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美国商界缺席债务上限之争

Tory Newmyer 2011年08月01日

美国商界游说团在最后关头也加入了这场有关债务上限的辩论,尽管债务违约与美国商界利益攸关,但他们这次除了呜咽失声之外,别无行动。

    如果说债务违约的幽灵已使美国企业界胆战心惊,那么仅凭过去几周他们在华盛顿的雇佣军的所作所为上,却很难看出这一点。

    规模庞大的商界游说团纷纷致信国会,敦促其有所作为,但在党派僵局就债务上限危机愈演愈烈之时,他们却大都选择了袖手旁观。鉴于五天之后(8月2日——译注)财政部就会宣布无钱支付政府账单,这一情况似乎有望得到改观。

    上周四,众议院计划对议长约翰•博纳(共和党,俄亥俄州)提高债务上限的提案进行投票表决,重创之下的行业协会终于站出身来,敦促各大企业联合支持这一提案。上周三晚,包括美国商会(U.S. Chamber of Commerce)、美国全国制造商协会(National Association of Manufacturers)、美国商业圆桌会议(Business Roundtable)和美国国家家庭住宅建筑协会(National Association of Home Builders)在内的商界代表联合签署了致国会议员的一封信,表示支持提高债限的提案。商界代表的官员这次表示,他们将协调一致、积极游说,大力促使胆战心惊的众议院共和党会议通过这一提案。

    但考虑到利害得失,华盛顿各界商业人士一致认为债务违约将导致灾难性后果——商界游说团之前并未采取有力行动,这甚至令不少K街(美国首都华盛顿特区的一个街区,聚集着大量的智库和游说团体——译注)游说行家一筹莫展。其中一位表示:“从他们(商界游说团)传达的讯息和游说行动来看,这次真是一反常态的安静。这是一种极简主义方式,而在我的预期中,商界的呼声应该更加响亮。”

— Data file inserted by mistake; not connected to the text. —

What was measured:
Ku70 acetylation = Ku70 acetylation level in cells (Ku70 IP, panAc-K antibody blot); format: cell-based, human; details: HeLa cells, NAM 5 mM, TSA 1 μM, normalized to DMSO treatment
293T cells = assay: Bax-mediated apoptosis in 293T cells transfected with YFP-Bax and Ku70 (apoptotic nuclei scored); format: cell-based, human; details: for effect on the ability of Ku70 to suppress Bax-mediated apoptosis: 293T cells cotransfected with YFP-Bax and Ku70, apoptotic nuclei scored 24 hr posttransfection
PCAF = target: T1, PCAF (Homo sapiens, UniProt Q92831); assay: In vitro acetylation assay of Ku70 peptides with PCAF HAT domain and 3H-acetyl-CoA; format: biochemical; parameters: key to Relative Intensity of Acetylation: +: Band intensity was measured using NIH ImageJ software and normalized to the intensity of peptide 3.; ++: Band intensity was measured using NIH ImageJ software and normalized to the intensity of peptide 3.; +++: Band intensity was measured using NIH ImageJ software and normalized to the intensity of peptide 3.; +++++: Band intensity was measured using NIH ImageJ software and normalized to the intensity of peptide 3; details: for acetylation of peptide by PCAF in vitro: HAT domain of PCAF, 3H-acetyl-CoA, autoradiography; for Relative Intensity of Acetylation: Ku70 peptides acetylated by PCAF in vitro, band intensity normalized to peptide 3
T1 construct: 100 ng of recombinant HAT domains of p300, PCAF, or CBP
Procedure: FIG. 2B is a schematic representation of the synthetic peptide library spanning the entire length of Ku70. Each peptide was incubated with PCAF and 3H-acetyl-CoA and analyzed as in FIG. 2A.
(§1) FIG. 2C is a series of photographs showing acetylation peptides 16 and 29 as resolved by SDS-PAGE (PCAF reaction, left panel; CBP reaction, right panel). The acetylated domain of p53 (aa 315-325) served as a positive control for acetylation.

商界代表们立刻反驳了这一说法。以商会为例,它倾注了数月时间组织游说团拜访那些持怀疑态度的国会议员,向他们阐明违约的严重性。美国全国制造商协会税务及国内经济政策副主席多罗茜•科尔曼则称,他们“已就该问题探讨了近一年的时间”。然而,与他们动辄为教会事业捐助数千万的善款相比,他们在这方面的努力可谓微乎其微。

债务违约,将信将疑

    商界迟迟未能发起协调一致的游说行动以拉响警报,背后有诸多原因。

    在很大程度上,他们认为议会能够自行找到解决办法,在债务违约风险真正逼近之前延长联邦政府的借款授权。德克萨斯州前民主党众议员肯•本森正在为证券行业和金融市场协会(Securities Industry and Financial Markets Association)进行游说工作,他表示该协会上周才开始请公司会员关注债务上限违约问题。他说:“难以想象如果真的违约会是怎样,我们的公司会员才刚刚意识到这一点——如果再不采取行动,违约或将成为现实。”

    无独有偶,三年前也发生过类似情况。当时,众议院未能通过华尔街救市方案,这一结果令之前志在必得的商界游说团一片哗然,一位银行业的说客甚至将这一失利称之为一场“无聚首、超驱动的闪电战”。

    他说:“我们都期待通过这一方案,当结果不如人意时,我们挺身而出。”以美国商会、美国全国制造商协会、金融服务业圆桌会议(Financial Services Roundtable)和美国商业圆桌会议为代表的公司首脑全都参与到行动中来,联合布什政府及国会领袖,通过对摇摆不定的国会议员施加压力,以争取更多的赞成票。美国商业圆桌会议的乔安娜•施耐德称:“行动力度之大异乎寻常。我们每天都与财政部部长保尔森会谈,我们的公司首脑每天都与他进行电话会议,我们还大力动员所有公司首脑、特别是拥有大规模就业中心的公司首脑进行电话游说。”

    主要商会的说客们称,这一次,他们到目前为止之所以仍然袖手旁观事出有因。几位说客表示,直至本周,并未出台任何具体可信的提案发动他们助力债限之争。照理,缺乏明确的理发提案并不会影响商界提供资金支持,比如发起宣传活动,向投票人阐明利害关系等。此类活动并不鲜见。